Refining Thesis Statements
What Makes for an Effective Thesis?
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An effective thesis should be argumentative and controversial (i.e., if you could make a plausible case against your thesis, it is probably an argument), something not immediately obvious which you can persuade a reader to believe through the evidence in the body of your paper.
A strong thesis statement answers a specific question and takes a distinct position on the topic, is focused, and allows the reader to anticipate the organization of the argument to follow.
A weak thesis statement is vague (identifies a topic but does not specify an argument), offers plot summary or is a statement of fact, is un-provable, or does not give the reader a sense of why the argument is important.
Look over the two example thesis statements below. Consider and name how each of the progressively refined versions matches the criteria offered above.
Example Thesis A
Version 1: Marge Simpson is important to the plot of The Simpsons.
Version 2: Marge Simpson is important to The Simpsons because she fulfills a significant family role as a mother and housewife.
Version 3: Marge Simpson is important to The Simpsons because she fulfills a significant family role as a teacher and caregiver to her husband and children.
Version 4: While Marge Simpson may be a model caregiver for her family, she is a different sort of model for her audience.
Version 5: Despite her role as a seemingly submissive housewife and mother, Marge Simpson comes to function for the audience of The Simpsons as a subversive force against “middle class” values.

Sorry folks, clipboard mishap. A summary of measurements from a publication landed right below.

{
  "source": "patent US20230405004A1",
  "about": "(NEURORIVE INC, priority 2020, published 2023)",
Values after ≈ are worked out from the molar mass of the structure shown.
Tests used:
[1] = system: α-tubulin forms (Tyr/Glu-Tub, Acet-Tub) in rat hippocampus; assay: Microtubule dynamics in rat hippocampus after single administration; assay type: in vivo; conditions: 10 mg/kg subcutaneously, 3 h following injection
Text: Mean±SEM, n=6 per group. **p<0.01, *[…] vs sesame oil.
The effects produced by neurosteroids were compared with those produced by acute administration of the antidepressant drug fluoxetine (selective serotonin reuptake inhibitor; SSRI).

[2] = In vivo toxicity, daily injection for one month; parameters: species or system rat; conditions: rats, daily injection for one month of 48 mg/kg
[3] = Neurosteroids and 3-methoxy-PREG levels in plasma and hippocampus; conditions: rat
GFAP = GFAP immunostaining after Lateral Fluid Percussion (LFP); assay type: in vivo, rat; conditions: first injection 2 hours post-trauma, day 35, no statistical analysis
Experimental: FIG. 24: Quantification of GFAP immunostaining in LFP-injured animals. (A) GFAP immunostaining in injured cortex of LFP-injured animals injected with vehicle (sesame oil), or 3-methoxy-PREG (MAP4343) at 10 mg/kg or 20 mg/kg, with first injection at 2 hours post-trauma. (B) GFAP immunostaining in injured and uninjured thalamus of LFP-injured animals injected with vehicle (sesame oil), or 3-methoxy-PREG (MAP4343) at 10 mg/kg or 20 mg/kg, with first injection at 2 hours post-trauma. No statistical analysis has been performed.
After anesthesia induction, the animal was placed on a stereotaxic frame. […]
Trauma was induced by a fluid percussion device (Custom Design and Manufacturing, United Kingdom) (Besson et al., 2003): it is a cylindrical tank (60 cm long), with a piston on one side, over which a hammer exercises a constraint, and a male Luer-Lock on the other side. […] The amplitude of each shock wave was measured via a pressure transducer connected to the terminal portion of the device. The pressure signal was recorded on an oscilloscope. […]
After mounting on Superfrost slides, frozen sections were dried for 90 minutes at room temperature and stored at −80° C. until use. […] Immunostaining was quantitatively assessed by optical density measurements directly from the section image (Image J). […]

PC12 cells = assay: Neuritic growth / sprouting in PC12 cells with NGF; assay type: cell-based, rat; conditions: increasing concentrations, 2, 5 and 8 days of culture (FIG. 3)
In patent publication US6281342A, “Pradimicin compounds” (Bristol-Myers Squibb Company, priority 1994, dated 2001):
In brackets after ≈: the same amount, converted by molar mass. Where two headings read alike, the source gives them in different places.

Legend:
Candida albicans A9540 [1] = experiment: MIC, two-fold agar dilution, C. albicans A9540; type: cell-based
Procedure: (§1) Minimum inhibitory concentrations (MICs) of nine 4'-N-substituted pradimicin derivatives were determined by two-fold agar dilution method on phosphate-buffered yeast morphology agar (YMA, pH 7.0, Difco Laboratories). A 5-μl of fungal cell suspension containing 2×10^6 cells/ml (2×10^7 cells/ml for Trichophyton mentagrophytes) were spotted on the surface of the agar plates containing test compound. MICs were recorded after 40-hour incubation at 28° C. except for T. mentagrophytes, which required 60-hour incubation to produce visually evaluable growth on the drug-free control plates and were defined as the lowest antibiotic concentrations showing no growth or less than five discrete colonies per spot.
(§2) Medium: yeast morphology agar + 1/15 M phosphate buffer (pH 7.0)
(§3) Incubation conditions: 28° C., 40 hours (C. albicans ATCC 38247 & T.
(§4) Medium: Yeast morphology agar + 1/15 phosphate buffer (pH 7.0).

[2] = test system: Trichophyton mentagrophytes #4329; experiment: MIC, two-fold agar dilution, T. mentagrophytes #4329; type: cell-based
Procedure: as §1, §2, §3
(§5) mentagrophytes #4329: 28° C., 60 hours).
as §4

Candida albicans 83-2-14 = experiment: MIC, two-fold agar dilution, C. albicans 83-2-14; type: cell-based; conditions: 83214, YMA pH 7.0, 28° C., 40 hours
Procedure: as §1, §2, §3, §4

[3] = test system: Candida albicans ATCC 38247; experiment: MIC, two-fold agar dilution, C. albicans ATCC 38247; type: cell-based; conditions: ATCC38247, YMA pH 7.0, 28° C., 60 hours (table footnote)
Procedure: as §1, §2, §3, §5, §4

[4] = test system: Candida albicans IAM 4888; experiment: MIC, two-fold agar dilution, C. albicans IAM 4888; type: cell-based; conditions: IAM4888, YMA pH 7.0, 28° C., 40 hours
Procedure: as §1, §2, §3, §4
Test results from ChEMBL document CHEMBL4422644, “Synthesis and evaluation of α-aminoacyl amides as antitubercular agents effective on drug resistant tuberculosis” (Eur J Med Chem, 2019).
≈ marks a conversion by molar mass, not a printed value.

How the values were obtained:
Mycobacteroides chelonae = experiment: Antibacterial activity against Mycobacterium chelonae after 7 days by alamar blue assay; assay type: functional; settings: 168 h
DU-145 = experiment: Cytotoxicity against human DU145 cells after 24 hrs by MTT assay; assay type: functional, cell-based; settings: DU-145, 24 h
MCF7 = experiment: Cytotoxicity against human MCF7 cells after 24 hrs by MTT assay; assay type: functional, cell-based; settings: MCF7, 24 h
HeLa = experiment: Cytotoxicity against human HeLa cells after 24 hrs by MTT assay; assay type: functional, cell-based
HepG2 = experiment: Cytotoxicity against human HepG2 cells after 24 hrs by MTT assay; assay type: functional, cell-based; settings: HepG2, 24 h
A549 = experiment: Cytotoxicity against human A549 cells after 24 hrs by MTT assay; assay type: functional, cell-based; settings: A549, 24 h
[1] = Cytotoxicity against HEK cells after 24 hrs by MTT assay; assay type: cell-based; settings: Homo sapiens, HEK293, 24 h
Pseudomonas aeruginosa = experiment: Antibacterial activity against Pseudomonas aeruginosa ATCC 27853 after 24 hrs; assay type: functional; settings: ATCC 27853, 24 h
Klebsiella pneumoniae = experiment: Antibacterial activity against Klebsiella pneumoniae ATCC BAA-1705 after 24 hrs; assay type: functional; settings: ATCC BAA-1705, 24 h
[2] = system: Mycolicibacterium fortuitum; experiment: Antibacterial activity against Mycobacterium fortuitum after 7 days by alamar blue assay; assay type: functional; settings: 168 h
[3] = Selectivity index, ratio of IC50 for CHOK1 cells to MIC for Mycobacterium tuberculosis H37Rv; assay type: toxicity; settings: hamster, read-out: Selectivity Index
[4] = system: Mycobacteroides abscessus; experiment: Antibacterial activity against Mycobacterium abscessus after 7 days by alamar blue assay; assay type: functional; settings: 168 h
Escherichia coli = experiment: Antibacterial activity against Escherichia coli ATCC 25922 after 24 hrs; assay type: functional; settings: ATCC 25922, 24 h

Example Thesis B
Version 1: Eating disorders are a significant problem among college-aged students.
Version 2: Eating disorders are a significant problem among college-aged men because they negatively affect academic performance, socializing, and overall psychological well-being.
Version 3: Eating disorders among college-aged men are overshadowed by a focus on eating disorders among college-aged women.
Version 4: Eating disorders among college-aged men are overshadowed by a focus on eating disorders among college-aged women; people don’t notice this because an eating disorder is typically considered a women’s disease and is stigmatized as such.
Version 5: Lack of attention to eating disorders among college-aged men not only leaves this group of students untreated, but also exacerbates feelings of isolation associated with this disease.
This handout was originally produced by Jane Wanninger, Graduate Student, Department of English, Vanderbilt University
Last revised: 07/2009 | Adapted for web delivery: 04/2021
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